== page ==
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Northanger Abbey Film Adaptations: Should You Have the Time…

Hello friends and fellow Janeites,

            As we conclude our reading of Jane Austen’s novel Northanger Abbey together, it only seems fitting to spare a moment in which to peruse the film adaptations that have been dedicated to Austen’s final published bit of work. As the shortest of her novels and the one most heavily laden with intentionally comedic moments as well as satirical elements, one might wager the source material was ripe for the picking and begged to have scores of movies made in its image. But that is not the case. There are but two rather short films, both running no more than ninety minutes, which have been dedicated to this novel and its characters. Should you have the time to spare, post-reading, consider these reviews before selecting which to view.

A Brief Plot Summary

            As one might suspect, both films hew closely to the novels so far as the basic plot is concerned. Catherine Morland is a rather plain girl who has experienced very little of the world. She learns most of what she knows about the world through her reading of novels, particularly those penned by Mrs. Ann Radcliffe. When affluent neighbors, Mr. and Mrs. Allen, suggest she join them for a six-week season in Bath, she is overjoyed by the prospect, ready to visit the shops, attend plays and balls, and simply have all the lovely experiences a young girl might dream of while living in a small, country town.

            Catherine is, at first, dismayed and a tad overwhelmed by Bath, but all those feelings are quickly righted once she begins to make acquaintances. It is discovered that her chaperone, Mrs. Allen, has a particular friend in Mrs. Thorpe. And, by a stroke of luck, the Thorpes are already aligned with Catherine’s own family as her brother, James, is fond of their family, so much so he has accompanied them to Bath, too. Making friends with the Thorpes does wonders for both Mrs. Allen and Catherine’s spirits, but Miss Morland is most enamored of the friendships she creates with members of the Tilney family, including Eleanor and Henry. They spend time dancing and walking through the country together and when the Tilneys elect to leave town early and invite Catherine to accompany them, she happily accepts their offer. As if she needed more inducement, she learns they live in Northanger Abbey and her novel-loving heart is full of raptures at the idea of visiting the place.

            Once she arrives at Northanger Abbey, Catherine allows her imagination to run away with her. While her admiration for Eleanor and Henry grows exponentially daily, she comes to see malevolence in her host, General Tilney, their father. She is so convinced of his nefarious ways that she dreams up a scheme in which he might have somehow had a hand in the untimely death of his wife. That theory is quickly contradicted by Henry, but by the time Catherine has uttered it and been subsequently chided for such a fanciful embellishment of ideas, she is heartily ashamed of her own behavior.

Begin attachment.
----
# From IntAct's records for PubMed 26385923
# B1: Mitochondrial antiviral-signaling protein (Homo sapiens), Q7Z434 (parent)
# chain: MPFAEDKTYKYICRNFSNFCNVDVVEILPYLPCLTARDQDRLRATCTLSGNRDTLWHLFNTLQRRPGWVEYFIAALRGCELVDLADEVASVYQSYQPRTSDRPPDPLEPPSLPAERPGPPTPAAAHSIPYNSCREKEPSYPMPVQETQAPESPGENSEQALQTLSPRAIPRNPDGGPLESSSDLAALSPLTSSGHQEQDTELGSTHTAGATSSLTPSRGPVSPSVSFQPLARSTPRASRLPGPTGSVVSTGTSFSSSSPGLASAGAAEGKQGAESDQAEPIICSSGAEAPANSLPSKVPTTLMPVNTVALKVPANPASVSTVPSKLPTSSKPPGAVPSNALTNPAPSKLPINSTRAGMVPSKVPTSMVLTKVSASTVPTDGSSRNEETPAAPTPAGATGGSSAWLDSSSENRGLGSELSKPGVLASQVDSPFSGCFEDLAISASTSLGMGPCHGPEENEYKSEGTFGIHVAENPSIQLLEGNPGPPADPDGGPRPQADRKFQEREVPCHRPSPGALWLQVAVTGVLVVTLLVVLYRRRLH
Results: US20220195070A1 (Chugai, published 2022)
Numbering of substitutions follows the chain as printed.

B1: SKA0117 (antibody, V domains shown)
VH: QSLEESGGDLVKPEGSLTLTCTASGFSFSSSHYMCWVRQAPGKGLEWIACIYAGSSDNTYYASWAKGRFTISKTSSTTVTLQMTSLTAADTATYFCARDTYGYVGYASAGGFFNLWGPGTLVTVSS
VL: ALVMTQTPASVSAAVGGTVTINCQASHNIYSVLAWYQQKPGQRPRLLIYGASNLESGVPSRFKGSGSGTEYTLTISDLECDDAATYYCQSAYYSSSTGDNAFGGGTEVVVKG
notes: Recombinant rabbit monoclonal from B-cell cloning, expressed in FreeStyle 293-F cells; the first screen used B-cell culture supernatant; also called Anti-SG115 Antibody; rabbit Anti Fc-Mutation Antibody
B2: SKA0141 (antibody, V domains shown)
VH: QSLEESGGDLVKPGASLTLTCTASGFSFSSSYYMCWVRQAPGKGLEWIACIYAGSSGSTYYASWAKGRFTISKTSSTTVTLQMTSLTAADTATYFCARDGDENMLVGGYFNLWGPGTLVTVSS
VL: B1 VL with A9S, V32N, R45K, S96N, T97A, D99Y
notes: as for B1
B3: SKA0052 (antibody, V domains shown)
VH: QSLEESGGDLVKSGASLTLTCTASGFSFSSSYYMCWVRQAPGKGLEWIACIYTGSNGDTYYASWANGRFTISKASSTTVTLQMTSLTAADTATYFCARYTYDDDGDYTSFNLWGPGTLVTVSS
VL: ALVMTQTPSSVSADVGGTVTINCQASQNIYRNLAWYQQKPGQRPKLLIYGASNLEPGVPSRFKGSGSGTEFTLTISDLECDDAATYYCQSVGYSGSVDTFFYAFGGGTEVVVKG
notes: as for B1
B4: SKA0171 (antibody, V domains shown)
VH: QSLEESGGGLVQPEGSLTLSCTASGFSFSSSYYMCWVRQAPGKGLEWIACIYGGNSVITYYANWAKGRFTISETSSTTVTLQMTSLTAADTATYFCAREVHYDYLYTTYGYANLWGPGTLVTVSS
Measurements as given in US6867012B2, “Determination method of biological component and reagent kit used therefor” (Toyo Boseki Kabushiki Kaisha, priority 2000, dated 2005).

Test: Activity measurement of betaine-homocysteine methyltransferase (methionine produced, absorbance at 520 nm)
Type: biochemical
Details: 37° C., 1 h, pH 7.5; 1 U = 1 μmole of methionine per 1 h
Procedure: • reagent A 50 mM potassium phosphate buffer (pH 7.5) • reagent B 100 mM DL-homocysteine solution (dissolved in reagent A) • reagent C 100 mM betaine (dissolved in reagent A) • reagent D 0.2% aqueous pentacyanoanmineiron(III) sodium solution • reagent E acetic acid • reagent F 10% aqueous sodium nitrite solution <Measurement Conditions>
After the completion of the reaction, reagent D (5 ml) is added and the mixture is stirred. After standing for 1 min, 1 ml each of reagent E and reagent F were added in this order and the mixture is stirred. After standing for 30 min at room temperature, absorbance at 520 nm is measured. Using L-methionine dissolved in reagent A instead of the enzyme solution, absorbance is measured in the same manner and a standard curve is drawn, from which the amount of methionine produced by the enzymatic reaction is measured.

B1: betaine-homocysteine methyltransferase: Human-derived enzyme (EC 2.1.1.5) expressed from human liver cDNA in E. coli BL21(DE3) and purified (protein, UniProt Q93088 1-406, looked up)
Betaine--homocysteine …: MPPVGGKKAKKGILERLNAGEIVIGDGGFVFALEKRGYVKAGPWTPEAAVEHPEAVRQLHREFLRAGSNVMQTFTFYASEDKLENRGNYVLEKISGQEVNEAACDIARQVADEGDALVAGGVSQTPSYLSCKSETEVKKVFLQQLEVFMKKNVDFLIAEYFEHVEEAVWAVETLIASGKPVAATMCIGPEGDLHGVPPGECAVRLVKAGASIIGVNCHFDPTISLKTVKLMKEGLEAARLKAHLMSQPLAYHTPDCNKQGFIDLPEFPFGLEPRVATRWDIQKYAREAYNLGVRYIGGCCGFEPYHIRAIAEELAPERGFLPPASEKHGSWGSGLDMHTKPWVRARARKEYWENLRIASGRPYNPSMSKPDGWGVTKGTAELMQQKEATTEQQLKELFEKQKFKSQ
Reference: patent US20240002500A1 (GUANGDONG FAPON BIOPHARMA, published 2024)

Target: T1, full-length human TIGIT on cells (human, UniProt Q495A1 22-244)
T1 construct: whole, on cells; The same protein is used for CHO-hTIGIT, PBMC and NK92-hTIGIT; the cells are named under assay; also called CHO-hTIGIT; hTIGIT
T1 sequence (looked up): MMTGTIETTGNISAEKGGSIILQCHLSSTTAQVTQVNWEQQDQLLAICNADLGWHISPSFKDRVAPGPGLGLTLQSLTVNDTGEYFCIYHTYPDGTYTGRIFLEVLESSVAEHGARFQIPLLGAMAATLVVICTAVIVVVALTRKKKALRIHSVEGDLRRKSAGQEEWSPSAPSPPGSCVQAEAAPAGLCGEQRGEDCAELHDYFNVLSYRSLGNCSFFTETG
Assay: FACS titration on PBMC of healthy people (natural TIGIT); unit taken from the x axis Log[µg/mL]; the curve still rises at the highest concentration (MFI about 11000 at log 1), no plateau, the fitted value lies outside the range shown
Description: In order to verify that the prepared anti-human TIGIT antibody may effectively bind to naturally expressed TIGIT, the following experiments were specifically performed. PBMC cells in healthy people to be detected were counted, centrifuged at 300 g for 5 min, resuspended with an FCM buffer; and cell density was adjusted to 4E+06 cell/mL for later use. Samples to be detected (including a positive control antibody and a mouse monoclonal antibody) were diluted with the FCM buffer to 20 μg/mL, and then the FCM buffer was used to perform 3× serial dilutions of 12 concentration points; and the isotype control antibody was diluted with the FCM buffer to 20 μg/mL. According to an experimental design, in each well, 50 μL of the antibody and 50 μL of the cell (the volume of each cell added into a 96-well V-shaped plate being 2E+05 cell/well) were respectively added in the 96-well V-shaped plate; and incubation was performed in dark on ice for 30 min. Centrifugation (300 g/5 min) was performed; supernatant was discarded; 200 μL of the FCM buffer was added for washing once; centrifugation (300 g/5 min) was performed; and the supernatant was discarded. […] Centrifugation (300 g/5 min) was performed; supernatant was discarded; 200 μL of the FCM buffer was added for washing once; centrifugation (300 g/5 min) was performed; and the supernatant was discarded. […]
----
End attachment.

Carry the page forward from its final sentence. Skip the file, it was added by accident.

Shortly afterward, she is turned out of Northanger Abbey by the General and forced to travel back to Fullerton, where she feels the keen sting from losing not just the companionship she had with Eleanor, but also being deprived of Henry’s gentle jibing. In the end, all is made well, when Henry appears and explains the cause of her ill treatment, then asks her to be his wife.


Movie Reviews


There are two television movies dedicated to Northanger Abbey. The first was released in 1987. It stars Katharine Schlesinger as Catherine Morland. In this version, young Catherine reads aloud excerpts of the novelizations she adores only to fall asleep that night and dream of the instances that have just been filling her mind. Her visualizations are a tad on the disturbing side and she, as well as other people in her life, supplant the characters in the novels so that she inserts herself into the stories. This story begins, as a matter of fact, with Catherine doing a bit of reading, then having a fantasy that nearly edges toward being gruesome.

            As Catherine moves with the Allens away from Fullerton, their carriage passes Northanger Abbey, so not only is the heroine introduced to this great estate early on, but she comes to see the place as one of the spooky backdrops from her reading experiences, for when she asks about its owners, she is told that the place has changed since the death of Mrs. Tilney. These bits of foreshadowing may contribute to the false conjectures that fill the young lady’s mind later.

            When it comes time for Catherine to make the acquaintance of the Thorpe family, John is introduced and while he is brash, he does not come off as being coarse or crude, the way he does in the novel. In the book, Catherine does not find his manners agreeable, but in this movie adaptation, he is made out to be a silly, always joking, and jolly character, who is just a bit conniving. When he calls his younger sisters ugly and pokes fun at his mother’s hat, the comments are not received as snide, but rather cause for laughter. John Thorpe’s true character is revealed to our young heroine when he cancels her walk with Miss Tilney in a most ungentlemanly manner, but then, when Catherine insists she be permitted to make things right, he grabs her arm. He holds on for so long that she insists he must let her go and he finally acquiesces when his sister, Isabella, tells him to desist. This version of John Thorpe seems delighted to find Catherine so full of spirit and it is apparent that he is only more attracted to her because she pulled away from him.